Todd Christensen Profile Picture
Staff Writer at Debt Reduction Services

Children shouldn't open credit card until they've proven financial responsibility.

When Should Teens and Young Adults Start Building Their Credit?

I saw this question from a reporter this morning and don’t want to wait until their publication comes out before I address it myself.

What the parents are actually asking is this: should my child open a major credit card in their own name?

My simple answer is this: NO! At least not until the teen/young adult can answer ALL of the following questions with a strong, “YES:”

  1. Have you gone two years without bouncing a check, having a debit card purchase declined or incurring an overdraft?
  2. Have you made on time, monthly payments to a utility account (electricity or heat) or to a contracted cell phone in your name for the past year or assume other financial responsibilities?
  3. Do you have a regular and sufficient income?
  4. Have you saved money from every paycheck for the past year without later “raiding” (emptying) your savings account?
  5. Have you set up and have you transferred money each month to an automatic retirement savings account, such as an IRA (Roth or traditional) or a 401(k)/403(b)?

If you can’t answer yes to ALL or the majority of these questions, I’d suggest you concern yourself with building a better history of money management before worrying about credit management.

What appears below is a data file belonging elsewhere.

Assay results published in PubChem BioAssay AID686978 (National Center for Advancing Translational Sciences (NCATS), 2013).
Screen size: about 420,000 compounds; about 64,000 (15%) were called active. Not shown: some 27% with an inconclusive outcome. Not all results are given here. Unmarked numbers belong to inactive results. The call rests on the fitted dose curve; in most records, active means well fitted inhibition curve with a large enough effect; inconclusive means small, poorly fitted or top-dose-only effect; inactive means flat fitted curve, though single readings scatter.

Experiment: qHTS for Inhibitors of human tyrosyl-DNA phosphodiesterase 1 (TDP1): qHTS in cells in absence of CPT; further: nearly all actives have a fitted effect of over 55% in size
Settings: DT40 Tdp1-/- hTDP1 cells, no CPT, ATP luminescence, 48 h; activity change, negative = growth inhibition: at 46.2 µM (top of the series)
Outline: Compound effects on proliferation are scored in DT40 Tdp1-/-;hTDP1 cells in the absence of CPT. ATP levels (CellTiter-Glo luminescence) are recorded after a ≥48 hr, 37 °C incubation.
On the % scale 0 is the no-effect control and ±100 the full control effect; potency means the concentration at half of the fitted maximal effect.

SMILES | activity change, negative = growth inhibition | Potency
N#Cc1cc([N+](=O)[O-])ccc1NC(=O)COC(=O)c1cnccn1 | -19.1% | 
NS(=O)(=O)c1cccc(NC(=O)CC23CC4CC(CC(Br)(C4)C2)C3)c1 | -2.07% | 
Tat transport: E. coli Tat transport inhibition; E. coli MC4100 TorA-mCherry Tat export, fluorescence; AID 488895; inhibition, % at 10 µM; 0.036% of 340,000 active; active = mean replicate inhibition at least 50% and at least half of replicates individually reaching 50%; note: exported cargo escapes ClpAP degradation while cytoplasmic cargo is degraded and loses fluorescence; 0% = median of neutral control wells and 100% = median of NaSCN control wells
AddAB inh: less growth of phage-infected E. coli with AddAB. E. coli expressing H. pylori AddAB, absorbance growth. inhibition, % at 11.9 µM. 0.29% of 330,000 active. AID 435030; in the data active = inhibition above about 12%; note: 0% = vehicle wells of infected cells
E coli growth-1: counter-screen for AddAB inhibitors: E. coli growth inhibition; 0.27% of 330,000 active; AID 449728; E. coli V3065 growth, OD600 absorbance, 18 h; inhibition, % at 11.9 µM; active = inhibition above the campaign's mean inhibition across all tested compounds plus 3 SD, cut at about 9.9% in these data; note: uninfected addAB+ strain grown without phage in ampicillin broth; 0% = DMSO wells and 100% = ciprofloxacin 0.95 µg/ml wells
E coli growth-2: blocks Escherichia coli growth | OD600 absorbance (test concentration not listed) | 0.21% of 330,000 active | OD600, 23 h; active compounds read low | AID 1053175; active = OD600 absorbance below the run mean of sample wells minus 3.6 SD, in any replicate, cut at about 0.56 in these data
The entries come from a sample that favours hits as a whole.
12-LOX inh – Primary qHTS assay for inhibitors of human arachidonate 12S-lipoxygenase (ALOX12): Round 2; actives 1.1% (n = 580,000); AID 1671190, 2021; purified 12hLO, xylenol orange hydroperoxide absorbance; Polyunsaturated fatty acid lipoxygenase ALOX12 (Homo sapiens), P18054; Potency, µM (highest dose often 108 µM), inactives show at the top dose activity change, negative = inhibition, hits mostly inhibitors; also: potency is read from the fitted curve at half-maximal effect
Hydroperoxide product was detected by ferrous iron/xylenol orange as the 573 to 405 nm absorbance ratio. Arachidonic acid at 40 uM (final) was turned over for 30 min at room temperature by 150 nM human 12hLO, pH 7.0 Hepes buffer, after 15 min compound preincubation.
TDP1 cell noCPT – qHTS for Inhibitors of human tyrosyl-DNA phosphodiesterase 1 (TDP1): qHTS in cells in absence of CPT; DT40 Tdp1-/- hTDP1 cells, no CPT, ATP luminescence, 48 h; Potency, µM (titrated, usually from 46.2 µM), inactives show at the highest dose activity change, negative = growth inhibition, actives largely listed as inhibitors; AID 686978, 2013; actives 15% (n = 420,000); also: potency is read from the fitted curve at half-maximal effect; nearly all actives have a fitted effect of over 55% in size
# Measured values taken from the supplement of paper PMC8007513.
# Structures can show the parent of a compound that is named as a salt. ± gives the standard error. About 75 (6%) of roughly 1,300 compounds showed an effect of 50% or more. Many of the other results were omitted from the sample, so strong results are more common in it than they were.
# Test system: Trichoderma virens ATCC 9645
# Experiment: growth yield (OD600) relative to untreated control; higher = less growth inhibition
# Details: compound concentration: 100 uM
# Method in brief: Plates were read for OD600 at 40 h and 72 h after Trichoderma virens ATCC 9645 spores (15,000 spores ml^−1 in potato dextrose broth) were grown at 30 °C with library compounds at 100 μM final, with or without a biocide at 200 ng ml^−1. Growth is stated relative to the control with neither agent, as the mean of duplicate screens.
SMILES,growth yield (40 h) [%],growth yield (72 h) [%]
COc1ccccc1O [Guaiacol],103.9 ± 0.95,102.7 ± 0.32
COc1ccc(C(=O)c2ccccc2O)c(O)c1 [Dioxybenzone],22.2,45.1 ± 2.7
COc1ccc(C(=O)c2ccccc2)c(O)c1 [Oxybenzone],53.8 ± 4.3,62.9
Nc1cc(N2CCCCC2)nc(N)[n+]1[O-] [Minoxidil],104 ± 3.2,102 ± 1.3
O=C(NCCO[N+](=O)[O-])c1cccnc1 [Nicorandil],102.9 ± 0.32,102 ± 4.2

A teen or young adult can consider opening a credit card once they've shown good financial behavior.In the meantime, here are some alternatives:

  1. Can you get a card on your parent(s)’ credit card account as an “authorized” user? If so, you will inherit some of their good credit rating. To assure your parents, you can inform them that simply having you as a user will not impact their credit standing unless you are issued a card and abuse your card swiping privileges. If they do not trust the idea yet, you can suggest that once the card arrives in your name, that it remains in their possession until the appropriate time. Note that this method is generally free.
  2. Put a utility account or cell phone contract in your name and make monthly payments on time and in full. After you’ve made a habit of on-time payments, you can call up your provider and request that they report your payment history to the major credit bureaus. This will begin to build what lenders view as alternative credit history that may help in future credit or loan applications.

If you do move in the direction of opening a credit card or store credit in your own name, start small. Report your card usage to your parents each month to help keep you on track and to avoid incurring too much debt. Never charge an amount on credit that you cannot fully repay in a month’s time.

Good luck, and enjoy your week!

Todd Christensen
Director of Education

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